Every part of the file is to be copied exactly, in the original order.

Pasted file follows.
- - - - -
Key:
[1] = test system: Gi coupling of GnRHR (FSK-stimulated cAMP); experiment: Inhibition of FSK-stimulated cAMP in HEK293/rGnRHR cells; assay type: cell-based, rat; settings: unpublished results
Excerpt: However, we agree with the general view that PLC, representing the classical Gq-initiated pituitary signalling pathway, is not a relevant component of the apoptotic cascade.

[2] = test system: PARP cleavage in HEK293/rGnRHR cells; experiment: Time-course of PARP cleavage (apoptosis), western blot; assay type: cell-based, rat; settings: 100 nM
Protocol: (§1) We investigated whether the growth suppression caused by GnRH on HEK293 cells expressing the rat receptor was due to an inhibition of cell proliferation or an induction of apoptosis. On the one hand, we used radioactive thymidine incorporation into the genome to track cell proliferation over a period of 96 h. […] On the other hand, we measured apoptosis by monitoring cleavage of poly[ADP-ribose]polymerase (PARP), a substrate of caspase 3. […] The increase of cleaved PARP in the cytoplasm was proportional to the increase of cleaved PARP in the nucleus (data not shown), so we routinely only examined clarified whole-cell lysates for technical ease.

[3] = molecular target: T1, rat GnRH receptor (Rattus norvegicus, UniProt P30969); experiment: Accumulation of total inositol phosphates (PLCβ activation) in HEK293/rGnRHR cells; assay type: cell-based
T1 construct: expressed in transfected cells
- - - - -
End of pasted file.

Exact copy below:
Key:
[1] = test system: Gi coupling of GnRHR (FSK-stimulated cAMP); experiment: Inhibition of FSK-stimulated cAMP in HEK293/rGnRHR cells; assay type: cell-based, rat; settings: unpublished results
Excerpt: However, we agree with the general view that PLC, representing the classical Gq-initiated pituitary signalling pathway, is not a relevant component of the apoptotic cascade.

[2] = test system: PARP cleavage in HEK293/rGnRHR cells; experiment: Time-course of PARP cleavage (apoptosis), western blot; assay type: cell-based, rat; settings: 100 nM
Protocol: (§1) We investigated whether the growth suppression caused by GnRH on HEK293 cells expressing the rat receptor was due to an inhibition of cell proliferation or an induction of apoptosis. On the one hand, we used radioactive thymidine incorporation into the genome to track cell proliferation over a period of 96 h. […] On the other hand, we measured apoptosis by monitoring cleavage of poly[ADP-ribose]polymerase (PARP), a substrate of caspase 3. […] The increase of cleaved PARP in the cytoplasm was proportional to the increase of cleaved PARP in the nucleus (data not shown), so we routinely only examined clarified whole-cell lysates for technical ease.

[3] = molecular target: T1, rat GnRH receptor (Rattus norvegicus, UniProt P30969); experiment: Accumulation of total inositol phosphates (PLCβ activation) in HEK293/rGnRHR cells; assay type: cell-based
T1 construct: expressed in transfected cells